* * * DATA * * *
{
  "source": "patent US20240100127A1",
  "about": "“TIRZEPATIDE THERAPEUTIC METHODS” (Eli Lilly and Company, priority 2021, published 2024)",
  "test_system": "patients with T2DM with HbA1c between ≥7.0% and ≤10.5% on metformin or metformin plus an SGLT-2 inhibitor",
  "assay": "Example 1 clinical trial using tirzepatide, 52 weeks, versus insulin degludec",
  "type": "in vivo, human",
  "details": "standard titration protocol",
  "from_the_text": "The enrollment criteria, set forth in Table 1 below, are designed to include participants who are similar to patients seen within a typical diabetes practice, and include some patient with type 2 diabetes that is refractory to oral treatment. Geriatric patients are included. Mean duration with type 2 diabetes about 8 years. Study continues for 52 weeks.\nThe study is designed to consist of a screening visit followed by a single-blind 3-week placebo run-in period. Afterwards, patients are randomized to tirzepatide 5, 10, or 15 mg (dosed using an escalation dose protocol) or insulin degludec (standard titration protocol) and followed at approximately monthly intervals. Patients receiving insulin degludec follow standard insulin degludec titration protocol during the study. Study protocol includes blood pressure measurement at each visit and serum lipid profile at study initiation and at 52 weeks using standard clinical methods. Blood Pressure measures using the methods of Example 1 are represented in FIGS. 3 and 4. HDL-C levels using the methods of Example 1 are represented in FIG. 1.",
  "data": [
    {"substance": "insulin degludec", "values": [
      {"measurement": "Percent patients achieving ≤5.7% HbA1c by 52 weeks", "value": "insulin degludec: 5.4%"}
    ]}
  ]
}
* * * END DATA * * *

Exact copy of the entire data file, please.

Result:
{
  "source": "patent US20240100127A1",
  "about": "“TIRZEPATIDE THERAPEUTIC METHODS” (Eli Lilly and Company, priority 2021, published 2024)",
  "test_system": "patients with T2DM with HbA1c between ≥7.0% and ≤10.5% on metformin or metformin plus an SGLT-2 inhibitor",
  "assay": "Example 1 clinical trial using tirzepatide, 52 weeks, versus insulin degludec",
  "type": "in vivo, human",
  "details": "standard titration protocol",
  "from_the_text": "The enrollment criteria, set forth in Table 1 below, are designed to include participants who are similar to patients seen within a typical diabetes practice, and include some patient with type 2 diabetes that is refractory to oral treatment. Geriatric patients are included. Mean duration with type 2 diabetes about 8 years. Study continues for 52 weeks.\nThe study is designed to consist of a screening visit followed by a single-blind 3-week placebo run-in period. Afterwards, patients are randomized to tirzepatide 5, 10, or 15 mg (dosed using an escalation dose protocol) or insulin degludec (standard titration protocol) and followed at approximately monthly intervals. Patients receiving insulin degludec follow standard insulin degludec titration protocol during the study. Study protocol includes blood pressure measurement at each visit and serum lipid profile at study initiation and at 52 weeks using standard clinical methods. Blood Pressure measures using the methods of Example 1 are represented in FIGS. 3 and 4. HDL-C levels using the methods of Example 1 are represented in FIG. 1.",
  "data": [
    {"substance": "insulin degludec", "values": [
      {"measurement": "Percent patients achieving ≤5.7% HbA1c by 52 weeks", "value": "insulin degludec: 5.4%"}
    ]}
  ]
}